General Question

unused_bagels's avatar

How do I make this Cyclops costume item?

Asked by unused_bagels (1749points) November 8th, 2012

I’m looking to be the Jim Lee 90’s Cyclops (reference image) and can figure out most of the outfit, except the part of the spandex that comes up around his neck, over his ears, and around the back of his head.
Is that even physically possible without glue?

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5 Answers

Jeruba's avatar

It seems to be secured by the goggles. You’d need some way of clamping or otherwise fastening the goggles to the fabric, and the fabric would need a finished edge that could take the tension without tearing or pulling loose. I’m thinking you might need to turn the upper edge of the fabric in and run something through the channel (i.e., around the back of the head) that would attach to the inner side of the goggle earpieces. It might take some trial and error to figure out how to do that—especially with fabric that’s stretchy enough to move in.

unused_bagels's avatar

You’re saying make the goggles part of the hood, so I can hide the headband for the goggles inside it, and also keep the tension on the spandex?

unused_bagels's avatar

@Jeruba it turns out that’s exactly how he kept it on: Look here

augustlan's avatar

I came to suggest basically the same thing as @Jeruba. I’d make a channel in the top of the ‘half hood’, and thread the strap of the goggles through it. You’d probably have to secure each end of the channel to the strap, maybe with glue or velcro, so the fabric doesn’t slide toward the middle.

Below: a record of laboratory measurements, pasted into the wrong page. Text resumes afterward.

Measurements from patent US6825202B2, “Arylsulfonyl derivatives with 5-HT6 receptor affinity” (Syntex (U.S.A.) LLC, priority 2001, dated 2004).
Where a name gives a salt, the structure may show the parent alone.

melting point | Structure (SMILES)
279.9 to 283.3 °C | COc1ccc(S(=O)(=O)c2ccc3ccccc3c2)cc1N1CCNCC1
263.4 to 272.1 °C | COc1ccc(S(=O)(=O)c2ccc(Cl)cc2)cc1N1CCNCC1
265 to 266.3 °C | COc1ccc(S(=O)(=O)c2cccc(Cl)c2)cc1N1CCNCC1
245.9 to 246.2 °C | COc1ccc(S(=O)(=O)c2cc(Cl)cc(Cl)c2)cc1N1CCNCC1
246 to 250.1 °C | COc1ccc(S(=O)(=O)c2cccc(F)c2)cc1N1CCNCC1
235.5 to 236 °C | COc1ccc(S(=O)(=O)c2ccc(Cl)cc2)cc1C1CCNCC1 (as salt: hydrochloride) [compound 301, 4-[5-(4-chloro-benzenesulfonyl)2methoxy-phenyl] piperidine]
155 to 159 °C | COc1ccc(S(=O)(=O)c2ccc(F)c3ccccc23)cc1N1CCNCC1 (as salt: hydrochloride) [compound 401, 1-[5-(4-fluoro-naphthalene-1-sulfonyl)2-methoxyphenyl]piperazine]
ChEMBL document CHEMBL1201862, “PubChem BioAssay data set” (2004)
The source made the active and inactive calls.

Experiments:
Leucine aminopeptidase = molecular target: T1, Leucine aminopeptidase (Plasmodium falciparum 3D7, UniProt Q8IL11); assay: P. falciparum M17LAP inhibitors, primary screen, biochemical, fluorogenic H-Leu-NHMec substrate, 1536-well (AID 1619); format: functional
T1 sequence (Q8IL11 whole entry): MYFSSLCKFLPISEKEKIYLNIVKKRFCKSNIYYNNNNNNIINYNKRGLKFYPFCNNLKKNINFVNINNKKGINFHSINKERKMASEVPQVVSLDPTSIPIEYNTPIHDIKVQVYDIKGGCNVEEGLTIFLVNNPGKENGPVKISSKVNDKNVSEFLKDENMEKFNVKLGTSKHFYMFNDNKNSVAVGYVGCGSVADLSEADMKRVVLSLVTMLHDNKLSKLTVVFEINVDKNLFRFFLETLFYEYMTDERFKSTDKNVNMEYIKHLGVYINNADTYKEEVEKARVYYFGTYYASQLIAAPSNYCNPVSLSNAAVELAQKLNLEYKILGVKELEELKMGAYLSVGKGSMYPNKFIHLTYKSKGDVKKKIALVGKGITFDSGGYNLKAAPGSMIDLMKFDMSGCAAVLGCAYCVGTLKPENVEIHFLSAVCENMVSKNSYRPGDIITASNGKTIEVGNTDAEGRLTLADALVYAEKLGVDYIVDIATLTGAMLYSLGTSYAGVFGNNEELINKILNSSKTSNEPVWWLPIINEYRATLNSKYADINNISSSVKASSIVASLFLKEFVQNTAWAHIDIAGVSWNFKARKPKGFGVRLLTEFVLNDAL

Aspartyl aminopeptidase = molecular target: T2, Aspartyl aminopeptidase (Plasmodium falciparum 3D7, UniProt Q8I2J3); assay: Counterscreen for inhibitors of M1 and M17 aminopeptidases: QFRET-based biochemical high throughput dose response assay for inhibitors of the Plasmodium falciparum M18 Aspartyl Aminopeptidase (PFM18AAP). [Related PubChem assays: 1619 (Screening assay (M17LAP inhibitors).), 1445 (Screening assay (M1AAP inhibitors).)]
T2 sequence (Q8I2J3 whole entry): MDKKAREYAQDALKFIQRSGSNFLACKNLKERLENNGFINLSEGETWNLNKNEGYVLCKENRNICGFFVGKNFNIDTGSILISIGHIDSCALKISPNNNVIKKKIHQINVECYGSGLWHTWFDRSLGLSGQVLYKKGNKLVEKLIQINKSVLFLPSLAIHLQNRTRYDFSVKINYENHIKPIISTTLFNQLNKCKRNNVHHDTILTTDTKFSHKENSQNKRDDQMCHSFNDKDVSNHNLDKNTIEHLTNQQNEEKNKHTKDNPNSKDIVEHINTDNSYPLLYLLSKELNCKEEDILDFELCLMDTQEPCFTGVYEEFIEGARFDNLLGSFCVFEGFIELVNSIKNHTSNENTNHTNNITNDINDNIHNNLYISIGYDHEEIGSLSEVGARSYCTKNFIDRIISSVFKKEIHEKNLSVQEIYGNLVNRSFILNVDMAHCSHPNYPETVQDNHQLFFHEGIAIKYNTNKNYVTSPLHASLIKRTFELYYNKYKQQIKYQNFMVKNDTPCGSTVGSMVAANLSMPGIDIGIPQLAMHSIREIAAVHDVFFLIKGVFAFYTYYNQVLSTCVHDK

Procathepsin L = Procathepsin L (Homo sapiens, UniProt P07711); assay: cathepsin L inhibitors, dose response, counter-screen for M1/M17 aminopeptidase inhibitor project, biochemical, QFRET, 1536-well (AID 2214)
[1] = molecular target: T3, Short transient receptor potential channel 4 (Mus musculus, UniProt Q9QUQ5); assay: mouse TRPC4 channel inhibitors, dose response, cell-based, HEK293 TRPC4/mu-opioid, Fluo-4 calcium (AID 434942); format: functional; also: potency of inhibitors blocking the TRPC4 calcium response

Jeruba's avatar

And the goggles in turn are going to need some pretty good attaching to you. If you depend on your ears to hold that whole costume up against the tension of the fabric, they’re going to be sore pretty quick. It would be best if you included another feature—say, a narrow strap that goes over the top of your head, as close to your hair color as possible—to support the weight and stress of the material.

You might want to try this solution first in throwaway cotton or other cheap material just as a proof of concept.

In any case, be sure to reinforce both the top and the front edge of the fabric and especially the corners.

If this were my costume and I were planning to wear it for some length of time, such as at an evening event, one thing I’d do is incorporate some sort of built-in fallback in case it becomes too hard to sustain: for instance, making sure the neck portion can be detached from the goggles and rolled or folded down into a collar while leaving the goggles wearable and without the attachment apparatus showing.

Similarly, when I made a cat costume one time, I attached the tail with three snaps so it could be removed for sitting comfortably en route to the party.

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